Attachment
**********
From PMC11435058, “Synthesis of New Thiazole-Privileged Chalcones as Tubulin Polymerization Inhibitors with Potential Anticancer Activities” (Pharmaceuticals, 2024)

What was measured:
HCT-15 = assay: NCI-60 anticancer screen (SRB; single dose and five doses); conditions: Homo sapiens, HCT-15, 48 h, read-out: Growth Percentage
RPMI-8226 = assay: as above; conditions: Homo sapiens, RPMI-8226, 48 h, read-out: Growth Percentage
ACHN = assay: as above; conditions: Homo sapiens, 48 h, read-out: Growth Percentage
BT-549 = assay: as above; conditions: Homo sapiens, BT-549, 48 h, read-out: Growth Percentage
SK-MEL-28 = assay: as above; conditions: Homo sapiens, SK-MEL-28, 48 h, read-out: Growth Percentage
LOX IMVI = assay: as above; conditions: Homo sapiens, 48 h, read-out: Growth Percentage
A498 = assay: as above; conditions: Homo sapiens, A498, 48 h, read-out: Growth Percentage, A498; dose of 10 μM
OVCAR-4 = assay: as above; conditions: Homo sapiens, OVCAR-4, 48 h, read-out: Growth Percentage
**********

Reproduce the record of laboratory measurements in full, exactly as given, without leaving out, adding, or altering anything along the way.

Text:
From PMC11435058, “Synthesis of New Thiazole-Privileged Chalcones as Tubulin Polymerization Inhibitors with Potential Anticancer Activities” (Pharmaceuticals, 2024)

What was measured:
HCT-15 = assay: NCI-60 anticancer screen (SRB; single dose and five doses); conditions: Homo sapiens, HCT-15, 48 h, read-out: Growth Percentage
RPMI-8226 = assay: as above; conditions: Homo sapiens, RPMI-8226, 48 h, read-out: Growth Percentage
ACHN = assay: as above; conditions: Homo sapiens, 48 h, read-out: Growth Percentage
BT-549 = assay: as above; conditions: Homo sapiens, BT-549, 48 h, read-out: Growth Percentage
SK-MEL-28 = assay: as above; conditions: Homo sapiens, SK-MEL-28, 48 h, read-out: Growth Percentage
LOX IMVI = assay: as above; conditions: Homo sapiens, 48 h, read-out: Growth Percentage
A498 = assay: as above; conditions: Homo sapiens, A498, 48 h, read-out: Growth Percentage, A498; dose of 10 μM
OVCAR-4 = assay: as above; conditions: Homo sapiens, OVCAR-4, 48 h, read-out: Growth Percentage